Public Policy and Government Affairs

Biweekly Washington, D.C., Update for the Week Ending August 7, 2020

Written by: Hanh Le

Earlier this week, the space community tuned in to see the Crew Dragon splashdown in Pensacola, Fla., and welcomed astronauts Bob Behnken and Doug Hurley home from their two-month stay aboard the International Space Station (ISS). Their safe return officially categorized the joint NASA/SpaceX Demo-2 mission as a success and heralded the return of regular crewed flights to the ISS from U.S. soil. In Washington, D.C., Congress negotiated the next coronavirus stimulus package,
although it remains unclear whether an agreement
will be reached today.

Space Foundation Event Highlights

Second-Quarter Issue of The Space Report (TSR) Released

  • The new edition of TSR reports that the global space economy in 2019 grew by more than $9 billion over the previous year, reaching $423.8 billion.
  • It also documents that in the past decade, combined government spending and commercial revenue has grown 73%, from $245.06 billion in 2010, to $423.8 billion in 2019.
  • To read more Q2 findings, please visit The Space Report page.

Space Policy Pod: Episode 7 – Tommaso Sgobba

  • Our latest episode features Tommaso Sgobba, Executive Director and Board Secretary of the International Association for the Advancement of Space Safety (IAASS).
  • Until 2013, Mr. Sgobba was head of the Independent Safety Office at the European Space Agency (ESA) overseeing human-rated systems, spacecraft reentries, space debris, use of nuclear power sources, and planetary protection. He joined ESA in 1989, after 13 years in the aeronautical industry.
  • In this episode, Mr. Sgobba discusses international space governance, advancing space safety, a space version of the International Civil Aviation Organization, and emerging leaders in space safety.

In Memoriam

  • The space community mourns the loss of Mike Freilich, who led NASA’s earth science program for more than a decade. An oceanographer, Freilich spent most of his career at JPL and Oregon State University but joined NASA as head of the Earth Science Division in 2006, retiring in February 2019. His legacy is not only the earth science satellite programs he nurtured at NASA, but his passionate advocacy for interagency and international cooperation. (SpacePolicyOnline, Aug. 5)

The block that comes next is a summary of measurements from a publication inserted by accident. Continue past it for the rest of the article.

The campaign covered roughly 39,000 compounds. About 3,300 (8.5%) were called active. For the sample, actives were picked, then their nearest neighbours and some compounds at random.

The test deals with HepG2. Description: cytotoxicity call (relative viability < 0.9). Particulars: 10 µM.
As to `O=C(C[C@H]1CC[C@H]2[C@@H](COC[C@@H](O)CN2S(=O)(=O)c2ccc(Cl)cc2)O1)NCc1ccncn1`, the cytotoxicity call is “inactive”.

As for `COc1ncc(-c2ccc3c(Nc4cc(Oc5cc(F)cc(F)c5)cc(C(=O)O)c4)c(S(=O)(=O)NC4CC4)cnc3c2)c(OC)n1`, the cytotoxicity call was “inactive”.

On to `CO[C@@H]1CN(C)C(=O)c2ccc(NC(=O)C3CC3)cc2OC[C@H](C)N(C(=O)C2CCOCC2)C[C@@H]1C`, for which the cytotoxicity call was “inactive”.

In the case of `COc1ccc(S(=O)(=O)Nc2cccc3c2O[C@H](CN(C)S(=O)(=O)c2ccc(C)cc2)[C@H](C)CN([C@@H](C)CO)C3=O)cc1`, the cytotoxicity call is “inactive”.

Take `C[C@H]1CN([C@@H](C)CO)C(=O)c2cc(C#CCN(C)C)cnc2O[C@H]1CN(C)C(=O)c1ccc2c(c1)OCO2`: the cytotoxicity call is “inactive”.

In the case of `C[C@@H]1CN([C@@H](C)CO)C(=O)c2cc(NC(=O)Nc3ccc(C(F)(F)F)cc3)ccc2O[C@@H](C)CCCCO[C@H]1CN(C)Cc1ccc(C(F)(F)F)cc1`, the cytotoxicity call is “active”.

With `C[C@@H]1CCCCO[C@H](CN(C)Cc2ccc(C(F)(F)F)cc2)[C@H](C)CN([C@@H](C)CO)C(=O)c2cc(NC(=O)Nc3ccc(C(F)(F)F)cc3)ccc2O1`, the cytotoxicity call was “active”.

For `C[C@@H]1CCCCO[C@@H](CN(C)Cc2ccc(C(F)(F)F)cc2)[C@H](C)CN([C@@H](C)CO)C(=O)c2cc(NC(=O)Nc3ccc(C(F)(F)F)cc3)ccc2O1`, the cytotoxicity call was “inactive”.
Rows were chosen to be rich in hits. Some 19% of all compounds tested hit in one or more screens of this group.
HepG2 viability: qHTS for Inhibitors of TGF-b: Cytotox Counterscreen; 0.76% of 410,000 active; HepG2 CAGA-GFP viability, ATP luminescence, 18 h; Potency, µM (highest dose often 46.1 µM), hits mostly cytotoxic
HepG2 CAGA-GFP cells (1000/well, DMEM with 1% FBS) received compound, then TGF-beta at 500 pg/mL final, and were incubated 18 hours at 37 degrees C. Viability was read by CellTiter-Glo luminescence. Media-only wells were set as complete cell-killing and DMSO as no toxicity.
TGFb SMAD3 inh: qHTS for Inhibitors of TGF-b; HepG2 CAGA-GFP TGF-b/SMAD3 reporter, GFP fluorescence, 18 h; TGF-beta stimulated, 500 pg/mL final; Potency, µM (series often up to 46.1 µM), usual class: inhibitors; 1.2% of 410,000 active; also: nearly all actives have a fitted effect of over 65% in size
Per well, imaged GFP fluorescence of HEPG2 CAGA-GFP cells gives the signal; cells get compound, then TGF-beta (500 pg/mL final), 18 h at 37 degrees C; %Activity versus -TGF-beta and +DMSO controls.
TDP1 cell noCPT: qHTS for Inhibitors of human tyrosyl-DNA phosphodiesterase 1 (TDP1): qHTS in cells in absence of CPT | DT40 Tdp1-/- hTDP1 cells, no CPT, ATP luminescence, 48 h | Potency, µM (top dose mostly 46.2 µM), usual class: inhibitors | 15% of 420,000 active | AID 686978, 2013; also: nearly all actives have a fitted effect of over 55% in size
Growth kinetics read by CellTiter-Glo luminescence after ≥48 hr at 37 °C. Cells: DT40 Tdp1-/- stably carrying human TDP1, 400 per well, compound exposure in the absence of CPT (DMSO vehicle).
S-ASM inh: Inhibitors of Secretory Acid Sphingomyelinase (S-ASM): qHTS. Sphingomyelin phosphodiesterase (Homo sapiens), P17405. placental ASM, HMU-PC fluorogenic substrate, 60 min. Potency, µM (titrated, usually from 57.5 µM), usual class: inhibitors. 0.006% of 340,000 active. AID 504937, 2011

Space Industry Updates

  • SpaceX’s Starship SN5 vehicle performed a “hop” flight. (SpaceX, Aug. 4)
  • Rocket Lab announced that they have increased the payload lift capacity of their Electron launch vehicle to 660 lbs. (Rocket Lab USA, Aug. 4)
  • Satellite firm SES has selected SpaceX and ULA to each launch two geostationary satellites designed to replace C band capacity. (SpaceNews, Aug. 5)

Space Policy Updates

  • The PROSWIFT Space Weather bill was passed in the Senate to create a commercial space weather data pilot program at the National Oceanic and Atmospheric Administration (NOAA). (Spacepolicyonline, Aug. 3)
  • The National Reconnaissance Office (NRO) will utilize artificial intelligence (AI) in their future “Hybrid Architecture.” (Breaking Defense, Aug. 4)
  • Stephen Forbes has been tapped to lead the Defense Advanced Research Projects Agency’s (DARPA) Blackjack program. (SpaceNews, Aug. 4)
  • The state of California announced an agreement with the U.S. Space Force and others to develop commercial space launch infrastructure at Vandenberg Air Force Base. (SpaceNews, Aug. 5)
  • Amendments introduced by Sen. Cory Gardner (R-CO) would require NASA to restrict businesses from China from being awarded contracts for space programs, which has presented a challenge in passing the NASA Authorization bill. (Politico Space, Aug. 7)

Additional Space Foundation Resources

  • The latest Space4U Podcast episode features Jason Held, founder and CEO of mission control operations software and services company Saber Astronautics.
  • Online learning, lesson plans, and video lessons for students grades K–12 are available at the Discovery Center website.

Further Reading

The Space Review | Propelling Perseverance: The legacy of Viking is helping NASA get to Mars by Joe Cassady

  • Eight years ago, the Curiosity rover landed on Mars. This article discusses the development of the MR-80 engines for the Viking mission, and how they were “resurrected, tested, and proven capable” to meet the requirements of the Curiosity mission.

Space Trivia

In August 1909, 101 years ago, the Army purchased its first airplane “The Wright Flyer” from the Wright brothers for $30,000. (Source: NASA, National Archives)